India’s weather bureau has provided relief in an already stretched conditions by forecasting a normal rainfall in the ensuing monsoon season starting from June.
On 15th April 2020, the India Meteorological Department (IMD) said that India will likely have a normal monsoon, with a chance of ‘above normal’ rain in August and September.
The prospect of good agricultural output comes amid almost all parts of the economy, including manufacturing, construction and services, having taken a beating because of the coronavirus pandemic. Robust farm output will help ease the stress in the overall economy.
The four-month monsoon season starting June is crucial for the agrarian economy, as it provides more than 75% of the annual rainfall every year.
Given the normal rainfall forecast, it is likely that the agriculture sector may witness 3% growth.
This could add, nearly 0.5 to 0.6 percentage point growth in gross domestic product (GDP), which is quite significant in light of the bearish forecasts being made by various agencies about the economic growth rate
Meanwhile, the IMD issues a two-stage forecast: the first in April, followed by a more detailed one in the last week of May, which will also illustrate how the monsoon will spread over the country.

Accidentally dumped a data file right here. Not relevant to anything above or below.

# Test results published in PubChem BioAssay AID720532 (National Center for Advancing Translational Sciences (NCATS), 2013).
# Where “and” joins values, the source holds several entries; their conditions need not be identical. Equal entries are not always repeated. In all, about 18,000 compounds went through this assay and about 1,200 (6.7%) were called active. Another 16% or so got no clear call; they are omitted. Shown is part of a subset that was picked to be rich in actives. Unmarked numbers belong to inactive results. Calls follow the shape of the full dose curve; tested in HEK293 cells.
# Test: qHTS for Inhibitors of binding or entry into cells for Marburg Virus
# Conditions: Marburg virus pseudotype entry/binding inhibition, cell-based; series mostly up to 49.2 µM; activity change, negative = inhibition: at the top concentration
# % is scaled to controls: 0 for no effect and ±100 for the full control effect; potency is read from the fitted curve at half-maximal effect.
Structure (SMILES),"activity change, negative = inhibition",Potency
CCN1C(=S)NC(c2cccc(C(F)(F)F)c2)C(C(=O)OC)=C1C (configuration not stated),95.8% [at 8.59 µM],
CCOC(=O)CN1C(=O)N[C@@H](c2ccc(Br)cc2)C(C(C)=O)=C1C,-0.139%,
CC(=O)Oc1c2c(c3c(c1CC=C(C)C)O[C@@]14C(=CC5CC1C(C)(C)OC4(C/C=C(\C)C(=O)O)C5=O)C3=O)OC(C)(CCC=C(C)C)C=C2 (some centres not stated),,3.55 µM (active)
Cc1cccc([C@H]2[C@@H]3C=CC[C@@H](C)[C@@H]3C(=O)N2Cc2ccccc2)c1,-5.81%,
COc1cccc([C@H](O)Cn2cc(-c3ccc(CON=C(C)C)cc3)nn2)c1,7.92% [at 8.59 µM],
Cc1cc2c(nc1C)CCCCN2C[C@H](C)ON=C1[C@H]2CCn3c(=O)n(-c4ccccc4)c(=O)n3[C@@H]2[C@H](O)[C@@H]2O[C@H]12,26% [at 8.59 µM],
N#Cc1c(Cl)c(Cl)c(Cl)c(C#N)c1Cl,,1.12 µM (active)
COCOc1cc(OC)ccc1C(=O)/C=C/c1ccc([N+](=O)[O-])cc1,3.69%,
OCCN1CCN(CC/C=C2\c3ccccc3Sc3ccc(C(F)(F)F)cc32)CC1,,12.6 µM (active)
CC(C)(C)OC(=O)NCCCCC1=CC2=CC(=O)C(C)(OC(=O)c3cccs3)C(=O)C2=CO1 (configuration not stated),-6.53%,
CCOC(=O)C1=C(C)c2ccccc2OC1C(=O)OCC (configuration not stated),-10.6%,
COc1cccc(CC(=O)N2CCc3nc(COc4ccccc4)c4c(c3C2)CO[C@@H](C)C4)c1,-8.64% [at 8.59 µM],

The IMD’s confidence stems largely from global weather models pointing to negligible chances of El Nino, a warming of the central equatorial Pacific that’s associated with the drying up of monsoon rain.
The IMD has also officially redefined the definition of what constitutes ‘normal’ rainfall and reduced it by 1 cm to 88 cm.
The June-September rainfall accounts for 75% of the country’s annual rainfall. “Quantitatively, the monsoon seasonal rainfall is likely to be 100% of the Long Period Average (LPA) with a model error of ± 5%.
Overall this is a big positive for India at a time when the outbreak of carona virus is expected to significantly dent india’s GDP growth in FY21 to record lows of around 1.9%
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